I suppose this limited God idea comes out of teachings about eternal progression from The King Follet sermon and Lorenzo Snow and other apostles. Maybe this is a “beyond the scope question” but what’s your opinion on how these authors would square this seeming contradiction to canonized scripture? And how would you square it? Maybe with a multi-verse as opposed to universe idea?

  3. Well, Nepos, I’m not sure that a not omnipotent God is necessarily the same as on God among many. I think England’s limited God is more like a God limited by natural law than by other gods. There’s strains of early LDS thought that speculatively embrace the plurality of gods, but these ideas are, while related, distinct ideas.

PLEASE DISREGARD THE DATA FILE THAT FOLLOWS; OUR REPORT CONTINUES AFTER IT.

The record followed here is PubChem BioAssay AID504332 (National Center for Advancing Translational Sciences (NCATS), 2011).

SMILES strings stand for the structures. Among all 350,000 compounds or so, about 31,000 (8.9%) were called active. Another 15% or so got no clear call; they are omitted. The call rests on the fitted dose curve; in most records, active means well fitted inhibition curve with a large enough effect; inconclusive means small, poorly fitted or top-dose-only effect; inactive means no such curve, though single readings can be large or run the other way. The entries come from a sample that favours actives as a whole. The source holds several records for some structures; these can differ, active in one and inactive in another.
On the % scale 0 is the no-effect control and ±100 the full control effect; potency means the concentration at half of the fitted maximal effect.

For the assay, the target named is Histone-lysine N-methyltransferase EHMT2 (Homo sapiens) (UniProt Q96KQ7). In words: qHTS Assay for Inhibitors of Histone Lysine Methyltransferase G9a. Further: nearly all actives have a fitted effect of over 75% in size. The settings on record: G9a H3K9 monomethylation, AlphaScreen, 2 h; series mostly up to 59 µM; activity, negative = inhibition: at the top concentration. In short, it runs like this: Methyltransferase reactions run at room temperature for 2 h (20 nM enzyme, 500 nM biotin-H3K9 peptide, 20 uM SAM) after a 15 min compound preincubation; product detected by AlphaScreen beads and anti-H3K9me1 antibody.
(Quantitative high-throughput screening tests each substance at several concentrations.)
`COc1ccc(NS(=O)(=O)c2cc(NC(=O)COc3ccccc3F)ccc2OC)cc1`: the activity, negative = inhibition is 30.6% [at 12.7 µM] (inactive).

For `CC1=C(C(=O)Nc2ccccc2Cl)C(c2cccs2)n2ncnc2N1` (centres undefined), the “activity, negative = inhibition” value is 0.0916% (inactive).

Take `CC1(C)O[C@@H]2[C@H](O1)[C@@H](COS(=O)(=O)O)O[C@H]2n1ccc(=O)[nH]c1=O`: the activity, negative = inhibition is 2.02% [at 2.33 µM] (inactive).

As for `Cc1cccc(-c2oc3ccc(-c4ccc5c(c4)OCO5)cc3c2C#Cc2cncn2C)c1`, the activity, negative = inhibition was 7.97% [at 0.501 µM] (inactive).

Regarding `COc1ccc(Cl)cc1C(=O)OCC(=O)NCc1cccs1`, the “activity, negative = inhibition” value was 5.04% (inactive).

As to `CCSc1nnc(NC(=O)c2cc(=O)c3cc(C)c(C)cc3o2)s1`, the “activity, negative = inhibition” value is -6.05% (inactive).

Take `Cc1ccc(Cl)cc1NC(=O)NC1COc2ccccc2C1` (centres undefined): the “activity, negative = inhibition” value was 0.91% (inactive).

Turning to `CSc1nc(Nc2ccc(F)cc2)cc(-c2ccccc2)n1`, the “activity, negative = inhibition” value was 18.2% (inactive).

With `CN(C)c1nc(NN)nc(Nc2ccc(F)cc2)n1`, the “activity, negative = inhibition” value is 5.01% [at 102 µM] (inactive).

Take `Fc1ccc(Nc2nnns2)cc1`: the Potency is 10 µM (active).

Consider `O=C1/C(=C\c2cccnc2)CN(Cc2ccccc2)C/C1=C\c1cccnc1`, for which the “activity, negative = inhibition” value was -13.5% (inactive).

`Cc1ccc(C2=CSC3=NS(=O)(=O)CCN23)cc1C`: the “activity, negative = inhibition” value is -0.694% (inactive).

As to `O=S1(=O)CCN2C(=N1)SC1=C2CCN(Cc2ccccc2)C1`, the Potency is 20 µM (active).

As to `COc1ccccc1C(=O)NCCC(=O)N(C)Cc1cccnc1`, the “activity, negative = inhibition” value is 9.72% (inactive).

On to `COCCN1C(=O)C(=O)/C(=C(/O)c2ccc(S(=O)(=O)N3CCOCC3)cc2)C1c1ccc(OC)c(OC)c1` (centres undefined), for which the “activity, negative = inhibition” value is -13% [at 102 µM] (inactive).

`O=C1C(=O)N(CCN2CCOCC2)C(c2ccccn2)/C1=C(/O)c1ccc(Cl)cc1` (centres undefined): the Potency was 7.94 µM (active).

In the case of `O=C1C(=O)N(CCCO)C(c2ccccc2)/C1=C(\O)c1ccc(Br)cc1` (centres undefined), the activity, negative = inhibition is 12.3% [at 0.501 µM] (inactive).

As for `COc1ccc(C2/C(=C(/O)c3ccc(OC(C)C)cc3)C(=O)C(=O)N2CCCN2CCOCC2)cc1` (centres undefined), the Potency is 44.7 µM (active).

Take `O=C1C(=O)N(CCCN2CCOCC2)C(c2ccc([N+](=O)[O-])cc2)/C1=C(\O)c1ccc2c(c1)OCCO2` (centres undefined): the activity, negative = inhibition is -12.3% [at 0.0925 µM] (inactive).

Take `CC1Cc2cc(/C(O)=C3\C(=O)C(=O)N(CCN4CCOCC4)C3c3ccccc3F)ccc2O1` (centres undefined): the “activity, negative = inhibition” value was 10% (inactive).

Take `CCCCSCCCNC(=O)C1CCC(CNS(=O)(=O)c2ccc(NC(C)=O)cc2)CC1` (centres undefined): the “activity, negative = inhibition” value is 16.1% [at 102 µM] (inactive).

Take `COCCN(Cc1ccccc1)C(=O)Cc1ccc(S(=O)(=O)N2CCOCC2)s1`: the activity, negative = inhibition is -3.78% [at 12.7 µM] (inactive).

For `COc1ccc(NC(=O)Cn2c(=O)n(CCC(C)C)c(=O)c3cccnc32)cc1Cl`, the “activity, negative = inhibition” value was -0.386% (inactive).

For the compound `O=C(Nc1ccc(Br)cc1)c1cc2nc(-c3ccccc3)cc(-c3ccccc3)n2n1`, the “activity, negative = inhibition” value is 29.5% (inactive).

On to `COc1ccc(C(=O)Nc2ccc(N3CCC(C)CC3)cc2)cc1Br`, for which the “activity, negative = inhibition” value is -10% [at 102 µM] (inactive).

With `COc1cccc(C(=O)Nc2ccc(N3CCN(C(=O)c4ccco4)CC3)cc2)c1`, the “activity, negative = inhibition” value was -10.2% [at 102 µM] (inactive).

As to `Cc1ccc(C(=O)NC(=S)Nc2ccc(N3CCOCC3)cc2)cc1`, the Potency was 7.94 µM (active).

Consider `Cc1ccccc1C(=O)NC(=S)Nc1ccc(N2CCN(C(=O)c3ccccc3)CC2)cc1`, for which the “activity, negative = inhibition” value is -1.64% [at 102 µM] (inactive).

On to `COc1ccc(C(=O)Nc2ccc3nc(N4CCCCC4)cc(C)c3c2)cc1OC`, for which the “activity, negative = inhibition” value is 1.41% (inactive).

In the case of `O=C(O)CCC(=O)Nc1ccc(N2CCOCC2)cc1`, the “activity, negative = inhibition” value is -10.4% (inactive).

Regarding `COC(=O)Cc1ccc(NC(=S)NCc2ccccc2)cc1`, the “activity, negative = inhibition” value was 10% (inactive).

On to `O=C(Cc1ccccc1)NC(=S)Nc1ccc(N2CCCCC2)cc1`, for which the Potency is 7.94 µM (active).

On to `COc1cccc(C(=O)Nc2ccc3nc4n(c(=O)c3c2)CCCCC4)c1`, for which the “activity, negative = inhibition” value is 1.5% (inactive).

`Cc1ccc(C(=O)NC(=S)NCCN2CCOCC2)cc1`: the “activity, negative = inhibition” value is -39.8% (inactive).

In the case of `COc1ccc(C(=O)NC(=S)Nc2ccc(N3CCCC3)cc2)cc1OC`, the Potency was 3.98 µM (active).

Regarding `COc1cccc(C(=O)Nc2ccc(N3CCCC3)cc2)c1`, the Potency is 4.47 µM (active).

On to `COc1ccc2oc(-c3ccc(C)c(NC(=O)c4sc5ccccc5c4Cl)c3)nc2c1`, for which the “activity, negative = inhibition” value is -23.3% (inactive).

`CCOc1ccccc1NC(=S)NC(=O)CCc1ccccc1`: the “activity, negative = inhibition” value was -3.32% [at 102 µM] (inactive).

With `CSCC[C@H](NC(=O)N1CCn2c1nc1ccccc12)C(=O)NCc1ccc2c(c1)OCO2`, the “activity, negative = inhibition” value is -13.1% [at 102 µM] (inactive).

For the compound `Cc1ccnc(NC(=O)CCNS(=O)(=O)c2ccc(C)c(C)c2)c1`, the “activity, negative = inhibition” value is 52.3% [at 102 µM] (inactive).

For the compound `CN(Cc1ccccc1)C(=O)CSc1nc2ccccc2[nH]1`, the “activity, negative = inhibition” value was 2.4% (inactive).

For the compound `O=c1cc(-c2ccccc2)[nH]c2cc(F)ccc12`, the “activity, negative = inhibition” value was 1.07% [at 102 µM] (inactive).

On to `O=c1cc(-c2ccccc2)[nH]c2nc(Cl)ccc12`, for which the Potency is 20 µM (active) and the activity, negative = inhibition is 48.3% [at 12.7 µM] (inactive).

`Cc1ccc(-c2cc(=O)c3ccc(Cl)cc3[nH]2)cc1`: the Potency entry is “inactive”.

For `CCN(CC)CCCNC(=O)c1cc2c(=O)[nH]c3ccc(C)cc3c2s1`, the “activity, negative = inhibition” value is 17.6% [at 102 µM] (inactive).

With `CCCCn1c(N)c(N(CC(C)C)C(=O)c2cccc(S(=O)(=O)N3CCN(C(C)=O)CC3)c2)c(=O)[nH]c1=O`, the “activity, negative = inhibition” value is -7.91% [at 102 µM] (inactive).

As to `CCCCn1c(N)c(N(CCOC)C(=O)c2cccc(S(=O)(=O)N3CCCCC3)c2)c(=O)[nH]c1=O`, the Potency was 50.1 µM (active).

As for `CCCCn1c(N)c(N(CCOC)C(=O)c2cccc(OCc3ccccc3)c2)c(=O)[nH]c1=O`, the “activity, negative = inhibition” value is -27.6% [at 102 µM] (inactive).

4. England addresses that in his essay, Bro. B. In a nutshell, the idea is that he can rightly be called almighty in the scriptural canon because he is effectively omnipotent in any way that could matter from the perspective of the prophets who recorded those teachings. That’s his redemptive sovereignty point. In addition to that, you can make an argument similar to D&C 19 that it’s just a righteous hyperbole for purposes of encouraging faith. Our you could say that those declarations came before the restoration threw further light and knowledge on the issue. There’s any number of creative ways to address it.

  5. Steve S says: